Don't liberals see the policy contradiction here? -- their desire to raise taxes to support big government spending is making it more difficult to combat Global Warming -- (a cause that is so important to liberals).

If you don't believe that Global Warming is real:
The comments made by the previous commenters provide plenty of reasons to oppose taxing cars based on miles driven: privacy issues, increased costs for commuting workers, increased food prices, making the USA more dependent on oil imports, etc

posted on Dec, 11 2014 @ 02:37 AM
I don't see how this is in any way viable, they would have better luck with RFID's in tires. These GPS devices cannot always be on, they need electricity from the alternator which means they can only run when the car is running (plus maybe a little bit afterwards with a battery). If you were to disconnect your battery for a day the GPS device would be without power, you could then safely disable it and it would look like you just don't drive anywhere.

For that matter, GPS requires a radio signal, surrounding your GPS device in a faraday cage will leave it unable to transmit or receive signals.

posted on Dec, 11 2014 @ 04:04 AM
a reply to: Aazadan

it's simple....they require you to put a device in your car, similar to the EZ-Pass, some states use for their major roadways....

then they put readers all over the place, so they can track where you're need for GPS.

they'll end up spending more money for the goddamn transceivers, and readers, than they'll be able to get back in tax revenue, and after a couple of years of them robbing the citizenry blind, it'll be declared a failure, and a waste of money, and it'll be scrapped, and everything will go back to normal...sounds like a pretty standard government plan..

posted on Dec, 11 2014 @ 10:42 AM
a reply to: Domo1

It's my car... The state can lease/rent a space for the GPS at the cost of $100.00 a day.

posted on Dec, 11 2014 @ 10:50 AM
A cold day in hell when any pos device is afixed to my car. When is enough enough.

posted on Dec, 11 2014 @ 11:05 AM
I do hope no one is willing to pay. This is one of those, don't groan and stand for it, but flat out and continually refuse to pay.

posted on Dec, 11 2014 @ 01:15 PM
It's up to the people, in each state, that attempts this kind of taxation to vote out of office everyone who backs it or just STFU.

posted on Dec, 11 2014 @ 02:05 PM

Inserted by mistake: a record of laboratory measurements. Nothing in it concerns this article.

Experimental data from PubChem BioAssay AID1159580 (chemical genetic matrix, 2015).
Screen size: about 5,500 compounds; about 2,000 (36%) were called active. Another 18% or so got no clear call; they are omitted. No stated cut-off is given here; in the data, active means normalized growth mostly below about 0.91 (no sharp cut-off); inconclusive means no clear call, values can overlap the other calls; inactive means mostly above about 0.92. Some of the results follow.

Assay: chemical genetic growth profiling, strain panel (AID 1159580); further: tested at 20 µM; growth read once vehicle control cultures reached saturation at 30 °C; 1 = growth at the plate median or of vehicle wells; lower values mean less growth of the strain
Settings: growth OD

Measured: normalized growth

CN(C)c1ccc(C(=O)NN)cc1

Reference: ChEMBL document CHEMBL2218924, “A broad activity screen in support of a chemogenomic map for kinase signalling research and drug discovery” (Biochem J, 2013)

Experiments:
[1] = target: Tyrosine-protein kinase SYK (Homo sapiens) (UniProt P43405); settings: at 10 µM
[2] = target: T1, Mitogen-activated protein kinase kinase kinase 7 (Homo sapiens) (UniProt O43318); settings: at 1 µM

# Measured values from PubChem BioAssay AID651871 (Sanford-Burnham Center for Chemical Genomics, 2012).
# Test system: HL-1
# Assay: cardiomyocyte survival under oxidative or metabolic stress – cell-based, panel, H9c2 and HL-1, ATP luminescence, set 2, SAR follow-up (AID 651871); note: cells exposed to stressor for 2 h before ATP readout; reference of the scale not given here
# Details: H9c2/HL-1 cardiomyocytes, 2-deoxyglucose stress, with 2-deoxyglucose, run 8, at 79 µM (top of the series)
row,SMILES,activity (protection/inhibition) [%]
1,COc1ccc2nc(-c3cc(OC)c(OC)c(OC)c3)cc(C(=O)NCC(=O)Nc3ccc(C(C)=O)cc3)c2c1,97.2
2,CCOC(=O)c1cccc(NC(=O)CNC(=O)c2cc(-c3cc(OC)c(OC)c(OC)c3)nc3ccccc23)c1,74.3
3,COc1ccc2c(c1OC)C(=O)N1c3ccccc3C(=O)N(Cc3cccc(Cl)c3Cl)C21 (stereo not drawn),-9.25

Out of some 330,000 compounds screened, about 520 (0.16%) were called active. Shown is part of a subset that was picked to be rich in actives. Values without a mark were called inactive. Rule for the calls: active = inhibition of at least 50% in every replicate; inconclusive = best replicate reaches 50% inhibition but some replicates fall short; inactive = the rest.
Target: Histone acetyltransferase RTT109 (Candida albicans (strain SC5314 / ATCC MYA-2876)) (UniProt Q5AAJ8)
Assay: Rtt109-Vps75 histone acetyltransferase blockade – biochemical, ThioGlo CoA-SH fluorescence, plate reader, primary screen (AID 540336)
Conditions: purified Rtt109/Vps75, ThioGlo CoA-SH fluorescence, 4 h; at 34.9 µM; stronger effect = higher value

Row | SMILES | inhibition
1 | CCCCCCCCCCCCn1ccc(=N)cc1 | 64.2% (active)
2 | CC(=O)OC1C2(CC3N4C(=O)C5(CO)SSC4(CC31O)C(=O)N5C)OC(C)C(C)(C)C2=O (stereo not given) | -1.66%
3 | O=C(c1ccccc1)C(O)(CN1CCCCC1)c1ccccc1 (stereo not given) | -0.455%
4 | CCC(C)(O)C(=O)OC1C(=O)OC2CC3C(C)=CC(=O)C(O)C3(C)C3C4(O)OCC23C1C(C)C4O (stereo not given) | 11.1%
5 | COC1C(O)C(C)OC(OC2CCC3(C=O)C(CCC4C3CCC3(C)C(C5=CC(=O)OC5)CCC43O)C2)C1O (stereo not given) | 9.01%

originally posted by: Daedalus
a reply to: Aazadan

it's simple....they require you to put a device in your car, similar to the EZ-Pass, some states use for their major roadways....

Which means they aren't using a GPS device which was the point of the thread. There's way they can do it, but the GPS route isn't one of them.

posted on Dec, 11 2014 @ 09:58 PM
a reply to: Aazadan

right, and i was going for a somewhat satirical description, highlighting the wasteful futility of plans like this..

posted on Dec, 11 2014 @ 10:30 PM

originally posted by: schuyler

originally posted by: bigx001

originally posted by: Domo1
a reply to: bigx001

Yeah, the toll booths went away. You still get charged every time you drive over the bridge though. You either get one of the Good 2 Go passes or they send you a bill.

get the facts straight, the current tolls are to pay for the new bridge. up until a few years ago there was no toll since there was no replacement.

Washington State law requires that tolls be collected to pay for the bridge, and stop when the bridge is paid for, but it's very weird in application. The old Tacoma Narrows Bridge, the green metal one used for East to West traffic, has no tolls, but the new Tacoma Narrows Bridge, used only for West to East traffic, does. Tolls have been put back on the Seattle floating bridge, the north one starting in Montlake, because they're about to "upgrade" it, yet no tolls have ever been on the Edward Murrow (Mercer Island) floating bridge. To further complicate the issue, State Route 167, from Renton to Auburn, now has a toll lane with variable costs, that is paid by the same Good-to-Go pass that gets you across the bridges at a cheaper rate, but there are no bridges involved. It's there to sock the commuter if he wants to move faster through rush hour.

Point is that the legislators and State DOT have been very loose in their definition of what they can and cannot charge tolls for. We can expect more in the future and we can expect the law to further erode.

actually both narrows bridges are tolled, with the same cost no matter which one you use. the hov lanes you're talking about do not have tolls late at night and that was passed as a measure to reduce traffic.

I-90 original bridge did have tolls on it but were removed when it was paid off in 1949

posted on Dec, 13 2014 @ 11:49 PM
a reply to: dreamingawake

I would laugh at the people that even attempted to pass this as law, they would lose their houses, cars, valuables, and jobs just for signing it. Seriously, when people woke up one morning in Seattle, and learned they had x days to report for installment of tracking device in car, you would see flames and smoke in their air as that city turned into a funeral pyre., Or any other city with ass hats for leaders in the state, but, er.. we did pass that milestone a long while ago..

This would be the last straw, and I wouldn't want to even joke further about what what people will do in retaliation against perhaps the most epic insult to citizens since HRC said what do a few dead Americans matter to anyone".